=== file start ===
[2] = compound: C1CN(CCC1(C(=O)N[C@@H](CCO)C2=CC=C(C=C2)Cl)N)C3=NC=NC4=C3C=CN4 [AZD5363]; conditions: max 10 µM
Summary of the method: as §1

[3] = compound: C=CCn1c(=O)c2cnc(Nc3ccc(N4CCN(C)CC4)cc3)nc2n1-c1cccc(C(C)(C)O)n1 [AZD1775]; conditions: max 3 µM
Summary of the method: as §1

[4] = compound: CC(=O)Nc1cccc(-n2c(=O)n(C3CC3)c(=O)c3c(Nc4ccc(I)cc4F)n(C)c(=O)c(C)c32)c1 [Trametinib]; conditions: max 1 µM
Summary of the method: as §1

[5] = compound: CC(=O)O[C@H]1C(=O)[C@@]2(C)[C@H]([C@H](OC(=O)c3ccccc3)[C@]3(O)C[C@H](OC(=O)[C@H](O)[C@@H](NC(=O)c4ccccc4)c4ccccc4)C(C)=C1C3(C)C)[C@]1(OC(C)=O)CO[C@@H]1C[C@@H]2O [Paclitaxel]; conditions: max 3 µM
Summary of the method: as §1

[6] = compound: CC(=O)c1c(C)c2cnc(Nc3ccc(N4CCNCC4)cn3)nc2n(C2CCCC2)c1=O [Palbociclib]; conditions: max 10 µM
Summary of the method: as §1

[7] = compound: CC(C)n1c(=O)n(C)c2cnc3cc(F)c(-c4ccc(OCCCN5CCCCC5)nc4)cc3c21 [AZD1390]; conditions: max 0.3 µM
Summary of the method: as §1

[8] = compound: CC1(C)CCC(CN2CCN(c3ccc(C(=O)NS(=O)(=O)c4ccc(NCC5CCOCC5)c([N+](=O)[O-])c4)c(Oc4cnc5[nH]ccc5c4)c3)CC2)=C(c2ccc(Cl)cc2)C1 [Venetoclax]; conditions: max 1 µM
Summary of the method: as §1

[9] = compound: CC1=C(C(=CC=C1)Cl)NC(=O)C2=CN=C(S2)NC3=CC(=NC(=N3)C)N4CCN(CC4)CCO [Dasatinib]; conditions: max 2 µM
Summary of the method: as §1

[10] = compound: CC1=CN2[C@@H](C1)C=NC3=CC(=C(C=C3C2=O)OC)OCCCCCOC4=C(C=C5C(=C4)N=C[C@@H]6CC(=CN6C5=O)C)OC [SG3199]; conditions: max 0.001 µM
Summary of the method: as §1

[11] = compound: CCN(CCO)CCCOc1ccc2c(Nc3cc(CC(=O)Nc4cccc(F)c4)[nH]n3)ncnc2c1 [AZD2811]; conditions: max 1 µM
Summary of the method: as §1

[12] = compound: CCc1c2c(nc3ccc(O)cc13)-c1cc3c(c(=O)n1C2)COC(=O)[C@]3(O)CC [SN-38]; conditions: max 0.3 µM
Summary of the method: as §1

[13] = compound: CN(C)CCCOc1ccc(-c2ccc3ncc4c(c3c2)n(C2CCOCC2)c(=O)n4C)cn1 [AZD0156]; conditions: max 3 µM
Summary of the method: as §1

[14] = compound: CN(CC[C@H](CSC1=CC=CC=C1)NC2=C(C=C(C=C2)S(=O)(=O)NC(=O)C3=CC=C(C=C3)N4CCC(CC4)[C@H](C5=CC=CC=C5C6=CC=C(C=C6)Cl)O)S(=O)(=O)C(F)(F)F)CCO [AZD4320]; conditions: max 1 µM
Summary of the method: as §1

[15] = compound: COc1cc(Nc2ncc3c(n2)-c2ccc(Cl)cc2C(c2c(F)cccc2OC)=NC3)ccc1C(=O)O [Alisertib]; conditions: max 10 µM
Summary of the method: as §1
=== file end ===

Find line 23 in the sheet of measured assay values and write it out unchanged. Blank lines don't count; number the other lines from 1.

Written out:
[13] = compound: CN(C)CCCOc1ccc(-c2ccc3ncc4c(c3c2)n(C2CCOCC2)c(=O)n4C)cn1 [AZD0156]; conditions: max 3 µM